On our way down the dock to practice for the upcoming International Dory Race, I noticed two of the dories were half sunk with about 100 gallons of rain water from the last two days of heavy rain. I commented to my dorymate, Capt. Rick Miles, “Somebody should bail those boats”, knowing that if they remained that way, they would absorb more seawater and be heavier for whichever unlucky competitor drew them next week.
“Let’s do it!” he replied, even though we were laden with thwarts, tholepins and oars.
I thought, “Damn! Shoulda kept my mouth shut!” We were on our way to do wind sprints, where we row so hard in bursts it induces nausea. So I tried to get out of it, “Let’s do it after practice.”
“Come on!” he says, “I’ll take this one, you take that one”, and he jumps in one of the dories and starts bailing. I had no choice. Being the competitive fool I am, I start bailing for all I’m worth, so I can finish faster and gloat about how good I am. Just as my back was stiffening, when I had about another 25 gallons still to bail, my dorymate says, “coming in.”, and jumps in my boat to help. I couldn’t help the overwhelming feeling that my dorymate had just taught me ANOTHER very important lesson.
Fifteen minutes later, as we turned North in our dory, ‘rounding the Coast Guard Station to head up into the North Channel to do our wind sprints, there was a fishing boat coming in, way out in the Outer Harbor with its long outriggers up. “Is that the ‘Midnight Sun’?” Rick asked. We could tell it was blue but couldn’t read the name yet.
“Can’t tell yet”
Well, we did our wind sprints and on our way back toward Harbor Cove I looked over my shoulder and there, dead ahead and directly in our course, was the boat that was coming in, and I could clearly read the name now, in bold capital letters: “KARMA”
One minute later as we were coming by the Maritime Heritage Center, here was good friend, Capt. Tom Jarvis, just pulling away from the dock in his beautiful Friendship Sloop, “Resolute”, and he hailed us, “wanna go sailing? I’ll pick you up at the Town Landing!”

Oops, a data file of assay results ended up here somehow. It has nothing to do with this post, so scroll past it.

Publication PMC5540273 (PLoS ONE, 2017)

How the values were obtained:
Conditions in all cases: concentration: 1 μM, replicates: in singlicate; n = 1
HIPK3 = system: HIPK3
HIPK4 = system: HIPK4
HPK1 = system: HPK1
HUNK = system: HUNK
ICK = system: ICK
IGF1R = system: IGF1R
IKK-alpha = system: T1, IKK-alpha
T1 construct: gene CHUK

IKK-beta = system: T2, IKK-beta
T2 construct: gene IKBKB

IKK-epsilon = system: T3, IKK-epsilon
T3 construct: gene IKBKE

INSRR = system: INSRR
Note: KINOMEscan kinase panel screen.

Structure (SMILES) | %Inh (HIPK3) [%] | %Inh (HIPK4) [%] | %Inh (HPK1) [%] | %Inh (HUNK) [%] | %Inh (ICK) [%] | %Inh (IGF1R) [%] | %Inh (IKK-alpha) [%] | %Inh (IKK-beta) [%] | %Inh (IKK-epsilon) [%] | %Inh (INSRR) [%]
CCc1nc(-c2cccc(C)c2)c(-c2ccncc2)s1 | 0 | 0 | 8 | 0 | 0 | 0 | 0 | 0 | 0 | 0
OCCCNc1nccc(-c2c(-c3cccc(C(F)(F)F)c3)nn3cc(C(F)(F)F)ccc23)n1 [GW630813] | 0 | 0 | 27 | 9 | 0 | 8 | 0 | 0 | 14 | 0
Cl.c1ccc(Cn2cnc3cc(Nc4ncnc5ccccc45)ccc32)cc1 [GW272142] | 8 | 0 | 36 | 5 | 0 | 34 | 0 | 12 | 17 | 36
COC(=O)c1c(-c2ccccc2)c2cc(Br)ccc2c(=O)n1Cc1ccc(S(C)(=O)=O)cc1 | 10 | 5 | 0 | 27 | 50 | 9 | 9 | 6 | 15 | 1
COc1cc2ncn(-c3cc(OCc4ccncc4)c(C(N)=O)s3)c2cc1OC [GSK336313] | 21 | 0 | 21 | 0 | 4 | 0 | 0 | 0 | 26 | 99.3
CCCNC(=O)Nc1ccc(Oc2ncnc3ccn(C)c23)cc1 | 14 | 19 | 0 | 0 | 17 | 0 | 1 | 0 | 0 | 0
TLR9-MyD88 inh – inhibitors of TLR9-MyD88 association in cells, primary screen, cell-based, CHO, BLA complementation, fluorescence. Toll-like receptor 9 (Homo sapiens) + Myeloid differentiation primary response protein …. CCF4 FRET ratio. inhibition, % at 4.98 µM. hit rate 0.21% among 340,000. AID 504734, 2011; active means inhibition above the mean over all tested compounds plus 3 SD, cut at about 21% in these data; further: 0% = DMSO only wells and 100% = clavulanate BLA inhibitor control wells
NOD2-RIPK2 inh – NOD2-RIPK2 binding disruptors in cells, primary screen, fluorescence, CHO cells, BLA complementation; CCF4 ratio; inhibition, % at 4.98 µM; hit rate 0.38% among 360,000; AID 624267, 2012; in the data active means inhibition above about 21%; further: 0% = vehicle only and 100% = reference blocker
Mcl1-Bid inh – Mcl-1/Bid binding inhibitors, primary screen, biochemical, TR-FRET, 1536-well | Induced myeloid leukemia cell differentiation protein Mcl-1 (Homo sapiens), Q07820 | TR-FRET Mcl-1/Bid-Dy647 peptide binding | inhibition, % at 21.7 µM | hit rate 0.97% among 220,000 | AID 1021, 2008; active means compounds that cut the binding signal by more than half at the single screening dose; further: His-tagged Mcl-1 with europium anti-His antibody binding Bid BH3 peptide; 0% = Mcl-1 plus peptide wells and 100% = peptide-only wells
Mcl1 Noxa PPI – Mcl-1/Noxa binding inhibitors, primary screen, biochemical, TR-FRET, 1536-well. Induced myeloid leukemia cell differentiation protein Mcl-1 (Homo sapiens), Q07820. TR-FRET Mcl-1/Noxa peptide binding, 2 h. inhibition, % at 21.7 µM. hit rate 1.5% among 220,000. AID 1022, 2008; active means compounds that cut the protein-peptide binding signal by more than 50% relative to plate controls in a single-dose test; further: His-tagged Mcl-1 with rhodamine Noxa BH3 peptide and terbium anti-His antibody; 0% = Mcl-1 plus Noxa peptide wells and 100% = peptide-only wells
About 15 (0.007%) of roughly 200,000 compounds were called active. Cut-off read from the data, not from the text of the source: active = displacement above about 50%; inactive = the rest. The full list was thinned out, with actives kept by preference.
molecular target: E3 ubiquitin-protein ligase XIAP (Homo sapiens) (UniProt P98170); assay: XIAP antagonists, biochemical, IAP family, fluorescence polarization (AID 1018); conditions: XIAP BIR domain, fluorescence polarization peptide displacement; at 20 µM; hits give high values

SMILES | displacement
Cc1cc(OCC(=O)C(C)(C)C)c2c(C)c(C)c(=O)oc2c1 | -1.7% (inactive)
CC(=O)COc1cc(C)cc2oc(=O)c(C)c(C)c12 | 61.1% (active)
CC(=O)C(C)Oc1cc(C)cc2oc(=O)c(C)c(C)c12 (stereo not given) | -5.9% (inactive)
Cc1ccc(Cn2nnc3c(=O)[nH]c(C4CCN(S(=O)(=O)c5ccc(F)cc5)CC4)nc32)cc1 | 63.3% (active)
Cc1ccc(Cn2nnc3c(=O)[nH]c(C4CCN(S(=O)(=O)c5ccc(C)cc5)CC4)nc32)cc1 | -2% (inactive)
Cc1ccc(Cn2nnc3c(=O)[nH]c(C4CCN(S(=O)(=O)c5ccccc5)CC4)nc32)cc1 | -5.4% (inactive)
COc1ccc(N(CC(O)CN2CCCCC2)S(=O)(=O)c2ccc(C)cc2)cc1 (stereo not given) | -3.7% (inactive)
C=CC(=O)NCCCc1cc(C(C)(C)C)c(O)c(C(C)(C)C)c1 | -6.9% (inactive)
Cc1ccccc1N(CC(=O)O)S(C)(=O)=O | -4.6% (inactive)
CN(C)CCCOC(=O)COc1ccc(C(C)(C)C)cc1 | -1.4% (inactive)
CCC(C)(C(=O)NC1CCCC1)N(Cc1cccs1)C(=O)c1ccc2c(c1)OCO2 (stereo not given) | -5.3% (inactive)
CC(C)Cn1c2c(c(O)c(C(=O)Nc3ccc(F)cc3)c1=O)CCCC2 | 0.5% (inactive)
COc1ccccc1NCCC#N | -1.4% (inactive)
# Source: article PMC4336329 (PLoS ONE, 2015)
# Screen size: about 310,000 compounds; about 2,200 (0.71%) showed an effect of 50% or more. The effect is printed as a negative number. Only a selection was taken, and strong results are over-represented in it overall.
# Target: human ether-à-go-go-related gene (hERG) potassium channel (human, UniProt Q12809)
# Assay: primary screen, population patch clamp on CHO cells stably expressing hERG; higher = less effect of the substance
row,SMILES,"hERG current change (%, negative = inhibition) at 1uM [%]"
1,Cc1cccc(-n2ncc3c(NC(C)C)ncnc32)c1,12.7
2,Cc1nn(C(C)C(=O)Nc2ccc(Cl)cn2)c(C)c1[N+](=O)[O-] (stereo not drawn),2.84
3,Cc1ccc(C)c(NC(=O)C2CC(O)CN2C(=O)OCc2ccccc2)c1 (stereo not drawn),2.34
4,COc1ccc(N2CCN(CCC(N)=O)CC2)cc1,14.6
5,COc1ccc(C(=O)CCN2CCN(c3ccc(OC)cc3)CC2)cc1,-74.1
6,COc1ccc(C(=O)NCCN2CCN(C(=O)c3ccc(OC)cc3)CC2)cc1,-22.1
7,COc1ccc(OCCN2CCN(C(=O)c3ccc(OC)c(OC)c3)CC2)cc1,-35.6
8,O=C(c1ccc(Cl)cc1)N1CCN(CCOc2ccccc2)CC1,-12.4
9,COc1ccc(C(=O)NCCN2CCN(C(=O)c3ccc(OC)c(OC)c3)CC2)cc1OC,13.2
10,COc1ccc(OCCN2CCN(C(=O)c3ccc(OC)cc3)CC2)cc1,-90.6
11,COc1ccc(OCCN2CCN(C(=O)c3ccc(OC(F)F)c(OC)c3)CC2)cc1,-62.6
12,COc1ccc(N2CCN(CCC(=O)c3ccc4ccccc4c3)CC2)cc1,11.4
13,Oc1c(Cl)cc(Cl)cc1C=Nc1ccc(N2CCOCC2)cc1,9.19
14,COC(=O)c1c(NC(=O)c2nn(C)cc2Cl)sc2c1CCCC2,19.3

One hour later we were completely engaged in idle talk of boats and weather. Totally present. Three Gloucestermen. Our ears filled with every sound: the surf pounding the Magnolia coast, the waves lapping Resolute’s hull, the occasional luff of a sail, the Groaner. The setting Sun illuminating everything: Sails, Spars, Ten Pound Island, us in particular. Our nostrils full with sweet, salty sea mist with just a hint of seagull guano from Norman’s Woe. Our very skin and hair telling us the wind is out of the Southwest. The temperature had already dropped 10 degrees, even though the Sun hadn’t quite set, and the three-quarter moon had risen a half hour ago.
We were one with everything around us, in our element, fully aware we are blessed to be part of this special place and time.
James Tarantino (Jimmy T.) is an exemplary outdoor enthusiast who heralds his love of family, friends, and his passion for all things Gloucester.
One thought on “Captain Karma”
Resolute was built 30? 40? years ago by Charlie Burnham, Harold’s dad. I remember racing against her in the annual Friendship Sloop races in Friendship, Maine (until they kicked us out for being too rowdy a bunch for that quiet little town), then Boothbay Harbor, and for the last couple dozen years in Rockland. Lots of fun. Friendship sloops were not designed for sped but for seaworthiness. Howard Blackburn’s Great Republic which he sailed from Gloucester to Portugal in 1900 was largely based on the Friendship Sloop design. Restored by Larry Dahlmer, It now sails endlessly across the NE corner of the Fisheries Gallery at the Cape Ann Museum.